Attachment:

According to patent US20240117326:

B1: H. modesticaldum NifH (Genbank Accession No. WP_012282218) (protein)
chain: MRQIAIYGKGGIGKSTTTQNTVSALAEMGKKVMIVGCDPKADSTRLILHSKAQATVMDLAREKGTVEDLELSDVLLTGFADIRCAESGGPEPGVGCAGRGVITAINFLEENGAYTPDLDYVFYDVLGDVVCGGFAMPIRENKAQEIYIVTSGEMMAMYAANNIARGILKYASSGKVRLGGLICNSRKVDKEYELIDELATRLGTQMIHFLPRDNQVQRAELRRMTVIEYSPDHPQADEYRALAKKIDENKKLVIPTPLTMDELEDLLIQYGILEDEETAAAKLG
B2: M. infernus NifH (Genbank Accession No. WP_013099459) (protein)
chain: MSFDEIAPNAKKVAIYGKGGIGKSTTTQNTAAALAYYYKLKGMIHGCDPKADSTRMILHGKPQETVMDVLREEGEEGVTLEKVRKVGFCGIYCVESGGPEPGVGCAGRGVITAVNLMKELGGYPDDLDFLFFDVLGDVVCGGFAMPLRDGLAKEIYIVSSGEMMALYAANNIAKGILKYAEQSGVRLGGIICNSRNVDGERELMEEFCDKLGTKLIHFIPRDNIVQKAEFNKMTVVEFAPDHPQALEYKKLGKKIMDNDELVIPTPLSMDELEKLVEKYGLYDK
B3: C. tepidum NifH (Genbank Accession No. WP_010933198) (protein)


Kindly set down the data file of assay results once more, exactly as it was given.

According to patent US20240117326:

B1: H. modesticaldum NifH (Genbank Accession No. WP_012282218) (protein)
chain: MRQIAIYGKGGIGKSTTTQNTVSALAEMGKKVMIVGCDPKADSTRLILHSKAQATVMDLAREKGTVEDLELSDVLLTGFADIRCAESGGPEPGVGCAGRGVITAINFLEENGAYTPDLDYVFYDVLGDVVCGGFAMPIRENKAQEIYIVTSGEMMAMYAANNIARGILKYASSGKVRLGGLICNSRKVDKEYELIDELATRLGTQMIHFLPRDNQVQRAELRRMTVIEYSPDHPQADEYRALAKKIDENKKLVIPTPLTMDELEDLLIQYGILEDEETAAAKLG
B2: M. infernus NifH (Genbank Accession No. WP_013099459) (protein)
chain: MSFDEIAPNAKKVAIYGKGGIGKSTTTQNTAAALAYYYKLKGMIHGCDPKADSTRMILHGKPQETVMDVLREEGEEGVTLEKVRKVGFCGIYCVESGGPEPGVGCAGRGVITAVNLMKELGGYPDDLDFLFFDVLGDVVCGGFAMPLRDGLAKEIYIVSSGEMMALYAANNIAKGILKYAEQSGVRLGGIICNSRNVDGERELMEEFCDKLGTKLIHFIPRDNIVQKAEFNKMTVVEFAPDHPQALEYKKLGKKIMDNDELVIPTPLSMDELEKLVEKYGLYDK
B3: C. tepidum NifH (Genbank Accession No. WP_010933198) (protein)